Core2Quad Q9300 OCing

Hey guys, this may sound really dumb but well, here it goes.
I have a C2Q Q9300 running at stock speeds and I want to OC it. Not any wild OC, I just want it to run at 3Ghz. The thing is I don't really know a thing about OCing and I read the Core 2 Overclocking guide but it's all just too confusing... I also know everything's trial and error, but if I'd appreciate if you guys could give me a hand.

My compy's specs

Asus P5N-D 750i SLI
Core 2 Quad Q9300 @ 2.5Ghz
2x2GB DDR2 800Mhz
XFX Geforce GTS 250
WD Caviar Black HDD 1TB

I have a 600W Sentey psu... I know that's not the best of manufacturers :P

So... Help please?

6 answers Last reply
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  1. If you don't understand the overclocking guide, you need to read up on it more. Google specific things or items you do not understand. Take the time to learn. It took me quite a while.

    That said, I will try anyway.

    You will want to overclock in your bios, not with software in your OS.

    First, increase your base clock (the one that is 333MHz). You usually want to do it in steps of 10-20MHz. After each increase, try to boot into windows. Once you reach a point where you cannot boot into windows or you get the blue screen or random rebooting, bring the base clock back down to the last setting where everything seemed fine.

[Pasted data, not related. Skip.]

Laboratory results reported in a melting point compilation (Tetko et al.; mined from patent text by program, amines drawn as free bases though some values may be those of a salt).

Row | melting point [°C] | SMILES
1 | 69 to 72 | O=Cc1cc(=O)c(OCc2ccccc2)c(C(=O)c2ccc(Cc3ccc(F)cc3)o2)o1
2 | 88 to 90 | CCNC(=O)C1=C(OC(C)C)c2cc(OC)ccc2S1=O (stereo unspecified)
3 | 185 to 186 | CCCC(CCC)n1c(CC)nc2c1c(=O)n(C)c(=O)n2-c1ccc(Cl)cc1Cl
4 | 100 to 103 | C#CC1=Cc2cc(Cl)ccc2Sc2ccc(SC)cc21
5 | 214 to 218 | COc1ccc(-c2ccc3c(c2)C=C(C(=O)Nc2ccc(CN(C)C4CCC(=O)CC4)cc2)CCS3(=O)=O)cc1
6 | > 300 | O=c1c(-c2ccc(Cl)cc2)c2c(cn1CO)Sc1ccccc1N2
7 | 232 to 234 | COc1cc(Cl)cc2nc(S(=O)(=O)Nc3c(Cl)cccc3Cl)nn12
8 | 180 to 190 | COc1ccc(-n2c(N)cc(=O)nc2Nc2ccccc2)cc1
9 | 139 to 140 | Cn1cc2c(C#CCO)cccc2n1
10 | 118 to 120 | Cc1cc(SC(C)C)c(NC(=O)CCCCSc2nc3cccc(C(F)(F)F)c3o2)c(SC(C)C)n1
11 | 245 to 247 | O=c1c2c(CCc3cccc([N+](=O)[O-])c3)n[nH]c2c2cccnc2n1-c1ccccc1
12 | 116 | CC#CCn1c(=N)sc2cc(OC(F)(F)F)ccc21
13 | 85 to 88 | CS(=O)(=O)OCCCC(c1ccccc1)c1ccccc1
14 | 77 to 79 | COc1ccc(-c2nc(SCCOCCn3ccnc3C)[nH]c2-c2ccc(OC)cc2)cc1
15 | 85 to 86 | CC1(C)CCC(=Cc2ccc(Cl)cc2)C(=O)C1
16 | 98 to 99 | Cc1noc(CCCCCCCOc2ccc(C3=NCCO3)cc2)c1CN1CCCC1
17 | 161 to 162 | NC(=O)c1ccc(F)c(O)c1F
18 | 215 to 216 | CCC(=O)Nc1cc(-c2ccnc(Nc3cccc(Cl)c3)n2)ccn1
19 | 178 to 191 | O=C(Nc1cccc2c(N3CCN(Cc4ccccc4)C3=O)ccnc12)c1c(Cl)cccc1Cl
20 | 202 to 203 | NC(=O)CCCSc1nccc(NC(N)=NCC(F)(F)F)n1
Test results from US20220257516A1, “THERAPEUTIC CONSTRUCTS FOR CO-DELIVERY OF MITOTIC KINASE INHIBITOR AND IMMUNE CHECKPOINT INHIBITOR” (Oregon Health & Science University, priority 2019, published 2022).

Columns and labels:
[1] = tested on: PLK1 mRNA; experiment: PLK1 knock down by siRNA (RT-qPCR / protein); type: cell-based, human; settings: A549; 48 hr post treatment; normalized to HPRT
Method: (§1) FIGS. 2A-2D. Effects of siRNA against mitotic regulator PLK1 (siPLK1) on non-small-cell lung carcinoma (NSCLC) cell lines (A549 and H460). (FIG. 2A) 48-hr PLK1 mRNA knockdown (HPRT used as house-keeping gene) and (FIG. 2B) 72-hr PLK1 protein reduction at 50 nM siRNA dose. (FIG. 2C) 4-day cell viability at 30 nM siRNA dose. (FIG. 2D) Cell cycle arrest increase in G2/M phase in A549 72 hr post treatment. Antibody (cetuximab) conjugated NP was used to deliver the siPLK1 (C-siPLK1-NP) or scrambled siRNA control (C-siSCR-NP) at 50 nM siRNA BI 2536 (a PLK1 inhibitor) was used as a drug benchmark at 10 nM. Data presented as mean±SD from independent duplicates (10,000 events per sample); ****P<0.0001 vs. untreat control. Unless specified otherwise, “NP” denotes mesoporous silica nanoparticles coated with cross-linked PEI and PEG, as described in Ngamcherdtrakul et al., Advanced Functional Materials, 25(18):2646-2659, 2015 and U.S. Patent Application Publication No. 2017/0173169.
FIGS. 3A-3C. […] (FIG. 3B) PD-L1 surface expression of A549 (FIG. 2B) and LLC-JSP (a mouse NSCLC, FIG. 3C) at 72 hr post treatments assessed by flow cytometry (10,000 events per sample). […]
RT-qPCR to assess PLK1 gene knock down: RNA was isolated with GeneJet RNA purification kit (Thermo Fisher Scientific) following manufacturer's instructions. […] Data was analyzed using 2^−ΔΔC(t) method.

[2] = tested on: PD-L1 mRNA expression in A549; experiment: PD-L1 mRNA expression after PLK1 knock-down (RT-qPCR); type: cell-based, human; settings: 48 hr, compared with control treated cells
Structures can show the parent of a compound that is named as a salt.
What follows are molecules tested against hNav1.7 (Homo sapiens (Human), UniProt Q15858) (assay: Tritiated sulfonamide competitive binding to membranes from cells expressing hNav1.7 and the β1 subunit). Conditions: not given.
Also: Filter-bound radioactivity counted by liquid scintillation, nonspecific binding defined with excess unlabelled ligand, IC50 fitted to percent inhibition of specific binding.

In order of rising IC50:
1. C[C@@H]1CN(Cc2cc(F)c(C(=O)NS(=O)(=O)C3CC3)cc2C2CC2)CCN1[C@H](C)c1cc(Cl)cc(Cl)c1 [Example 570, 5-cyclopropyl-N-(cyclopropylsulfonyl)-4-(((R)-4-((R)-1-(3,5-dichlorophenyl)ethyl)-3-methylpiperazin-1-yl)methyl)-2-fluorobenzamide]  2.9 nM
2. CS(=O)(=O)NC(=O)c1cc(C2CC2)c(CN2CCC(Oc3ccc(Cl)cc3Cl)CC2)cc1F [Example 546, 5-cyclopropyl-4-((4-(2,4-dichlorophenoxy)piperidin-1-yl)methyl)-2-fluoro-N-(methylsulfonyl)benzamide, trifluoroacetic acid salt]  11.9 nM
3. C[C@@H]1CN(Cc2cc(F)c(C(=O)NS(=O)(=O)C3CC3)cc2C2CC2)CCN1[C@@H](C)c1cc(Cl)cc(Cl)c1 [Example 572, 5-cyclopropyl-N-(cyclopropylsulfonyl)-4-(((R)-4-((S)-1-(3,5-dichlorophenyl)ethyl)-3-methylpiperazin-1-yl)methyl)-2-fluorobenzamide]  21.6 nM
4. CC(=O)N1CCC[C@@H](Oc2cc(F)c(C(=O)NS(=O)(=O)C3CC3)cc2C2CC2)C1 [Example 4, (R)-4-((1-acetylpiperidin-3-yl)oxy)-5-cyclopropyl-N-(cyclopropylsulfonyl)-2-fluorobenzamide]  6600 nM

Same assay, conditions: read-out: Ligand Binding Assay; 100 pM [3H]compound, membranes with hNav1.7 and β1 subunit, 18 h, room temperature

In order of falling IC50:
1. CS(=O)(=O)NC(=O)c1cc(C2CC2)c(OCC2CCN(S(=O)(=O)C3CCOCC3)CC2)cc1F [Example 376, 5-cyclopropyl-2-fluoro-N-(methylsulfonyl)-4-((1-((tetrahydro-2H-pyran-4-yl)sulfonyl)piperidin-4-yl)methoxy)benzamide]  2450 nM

Now you want to run stability testing. linx works well and is easy to use. Plus with some settings, it doesn't take too long.
    I'd say use the 512mb setting and run the test 5 times. Just for now.

    Again, reboot and lower the base clock if the test does not pass without errors.

    Ok, we still are not sure if it is stable but for now it is enough.

    So now you want to test to ensure long-term stability. I recommend the following:
    -Run linx at the 2048 for 50 runs. This will take time and you will not be able to use your computer while it runs
    -Run prime95 64 or 32 bit for 12-24 hours. You can use your computer while it runs because it does not force itself to use all your resources. Run 4 threads and use the "in place Large FFT" setting

    Again, if you run into an error, lower your base clock a bit.

    Because you are trying for 3.0GHz, I don't expect you to have to change the voltages to get there. But if you find you can't get stable at the speed you want, you might have to investigate increasing voltages.

    You may run into other variables. Above was a simple guide but other parts like your ram could become unstable because they are also affected by the base clock. if your motherboard has a multiplier for ram, you can lower it by one step.